A lot of times, we tend to ignore the warning signs of burnout, and keep pushing ourselves to complete every task and perform impeccably at work. If we’re perfectionists, then we’re even more prone to taking on too much and overwhelming ourselves with tasks and deadlines. That’s why it’s important to always be aware of how we feel, and to listen to what our bodies are telling us. Here are some signs that you might be headed for, or already experiencing, burnout:
- Extreme and constant stress at work
- Dreading each day, each task, each meeting
- Getting no satisfaction or enjoyment from your work
- A state of tiredness or exhaustion that spills over into your personal life
- Irritability and mood swings at work and at home
- Lack of interest in hobbies and other activities
- Physical symptoms like headaches, insomnia, back pain, digestive issues
- No motivation to exercise
- Lack of appetite
- Pessimistic feelings about work and life in general
- Fantasizing about quitting and getting away from it all, wanting to escape
- More frequent illnesses as stress affects the immune system (colds, the flu)
- Depression and anxiety
If the early warning signs of burnout are identified, there are several things you can do to recover and get back on track. But if burnout is left untreated and unresolved, it can lead to serious things like depression. In fact, burnout can often mirror the symptoms of depression, so it’s important to find the root cause of these feelings and get help.
How to prevent and deal with burnout
So, let’s say you’re dealing with burnout or have identified the early warning signs and want to avoid spiraling further. What can you do to deal with burnout and how can you prevent it from recurring in the future? Here are a few things that can make a huge difference:
- Get enough sleep and rest
- Eat a healthy diet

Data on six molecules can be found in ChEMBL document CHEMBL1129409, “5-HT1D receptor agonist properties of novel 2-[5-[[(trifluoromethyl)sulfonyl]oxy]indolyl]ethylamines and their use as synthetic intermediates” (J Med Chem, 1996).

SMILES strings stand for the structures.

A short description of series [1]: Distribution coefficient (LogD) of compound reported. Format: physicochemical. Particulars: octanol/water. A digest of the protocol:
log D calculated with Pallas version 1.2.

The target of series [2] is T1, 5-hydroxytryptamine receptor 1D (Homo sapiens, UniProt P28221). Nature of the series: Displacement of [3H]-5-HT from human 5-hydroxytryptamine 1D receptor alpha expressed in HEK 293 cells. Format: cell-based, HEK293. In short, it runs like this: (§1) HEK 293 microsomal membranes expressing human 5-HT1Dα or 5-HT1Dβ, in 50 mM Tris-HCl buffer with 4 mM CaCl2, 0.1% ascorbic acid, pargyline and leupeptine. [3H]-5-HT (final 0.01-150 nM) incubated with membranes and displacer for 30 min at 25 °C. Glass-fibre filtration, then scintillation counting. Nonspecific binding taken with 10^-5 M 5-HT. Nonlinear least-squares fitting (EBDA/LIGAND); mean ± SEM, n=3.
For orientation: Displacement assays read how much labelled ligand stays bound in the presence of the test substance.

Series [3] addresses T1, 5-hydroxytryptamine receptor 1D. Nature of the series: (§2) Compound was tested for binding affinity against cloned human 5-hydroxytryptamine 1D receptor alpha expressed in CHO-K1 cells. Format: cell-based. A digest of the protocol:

- Take regular breaks from work
- Leave work at work
- Delegate tasks
- Learn to say no
- Make good use of your vacation days
- Speak to your employer openly
- Find hobbies and activities that bring you joy
- Ask for help
- Talk to a therapist or a counselor
If you’ve tried all the things on the list above, and you still don’t find any joy or satisfaction from your work, then perhaps it’s time for a change. You might want to start looking at opportunities to find a job that brings you satisfaction. But you don’t want to make a rash decision while you are going through burnout. What you’re experiencing might not be related to the job itself, and you might find you have renewed interest in your work after you overcome a burnout episode.
Before you go
Stress is a natural part of life, and each and every one of us experiences stressful days every once in a while. Burnout is a lot more severe, and it can be hard to overcome it on your own. That’s why it’s important to pay attention and listen to your body, and try to be connected with yourself and aware of what you’re feeling and why. There’s also no reason to feel ashamed of these feelings; burnout is a real issue, and it’s becoming more and more common, especially if you’re highly driven. Don’t hesitate to ask for help when you feel like you need it; talk to your employer, your friends, your family, but most importantly, get advice from a professional.
If you feel like you’re heading for burnout, or are already experiencing the signs and symptoms, don’t hesitate to reach out to Miracle Activation Center. Our certified counselors have plenty of experience dealing with these issues, and they can help you deal with burnout and prevent it in the future, by becoming more self-aware and practicing self-care.